Professor, Faculty of Literature, Kansai University
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Research Plan Overview
Humans possess altruism, empathy, and other attributes that motivate them to willingly contribute to other individuals or groups, a behavior that steps beyond simple decision-making that considers personal pleasure/displeasure. “Tragic beauty”, an aesthetic experience that blends sorrow with beauty, can encourage altruism within individuals and has recently attracted interest not only in the humanities but also in cognitive science and empirical aesthetics. However, little is known about the actual affects that comprise the mixed emotion, as well as how it occurs.
This study aims to uncover the affects that constitute tragic beauty, in addition to the behavioral characteristics and brain mechanisms of its influence over human-like, altruistic, self-sacrificial decision-making. This is achieved through three experiments: 1) a behavioral experiment to elucidate the constituent emotions, 2) MRI experiment (a) to identify the neural basis of tragic beauty, and 3) MRI experiment (b) to investigate the neural basis of tragic beauty encouraging altruistic self-sacrifice.
This study provides a quantitative interpretation of tragic beauty, a topic conventionally discussed qualitatively, from the perspective of affective informatics, while also helping to better understand an aesthetic concept with negative valence and human nature beyond the idea of displeasure.
Aesthetic experiences with negative valence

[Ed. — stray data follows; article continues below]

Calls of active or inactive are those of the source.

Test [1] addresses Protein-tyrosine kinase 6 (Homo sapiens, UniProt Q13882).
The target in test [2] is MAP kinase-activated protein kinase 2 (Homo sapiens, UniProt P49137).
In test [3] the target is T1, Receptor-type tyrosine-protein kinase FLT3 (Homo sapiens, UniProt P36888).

A mixed state of positive and negative valence (mixed emotion) → Expressed and discussed in the fields of art and aesthetics
“Aesthetic sorrow” = beauty + sorrow Tragic drama, somber music, etc. Aesthetic experiences with negative emotions may encourage prosociality and empathy Aesthetic sorrow = greater empathy (Ishizu, 2019) Has an influence on decision-making beyond individual displeasure?
Objectives and plans
(1) Research on the constituent affects and distribution, as well as brain activity of aesthetic sorrow Behavioral experiment (study 1) + fMRI experiment (study 2) Investigating the composition and distribution of affect that maximize aesthetic sorrow Investigating the brain functions during one’s experience of aesthetic sorrow
(2) Research on the effect that aesthetic sorrow on altruistic self-sacrificial decisions Behavioral experiment + fMRI experiment (study 3) Priming aesthetic sorrow 2AFC task between altruistic self-sacrificial choice and self-serving self-preservative choice
The academic context of this study
Tragic beauty as a mixture of emotions: Displeasure is a state that biological individuals should generally avoid. It is natural to pursue a state of pleasure, which has positive valence, as opposed to one of displeasure, which has negative valence, and scientific studies on pleasure have primarily centered on positive and pleasant emotions. However, in certain cases, humans may willingly seek value in displeasure — for instance, taking self-sacrificial and moral actions. When individuals sacrifice themselves to help others (altruistic self-sacrifice), it causes damage and pain at least momentarily, resulting in displeasure or negative emotions.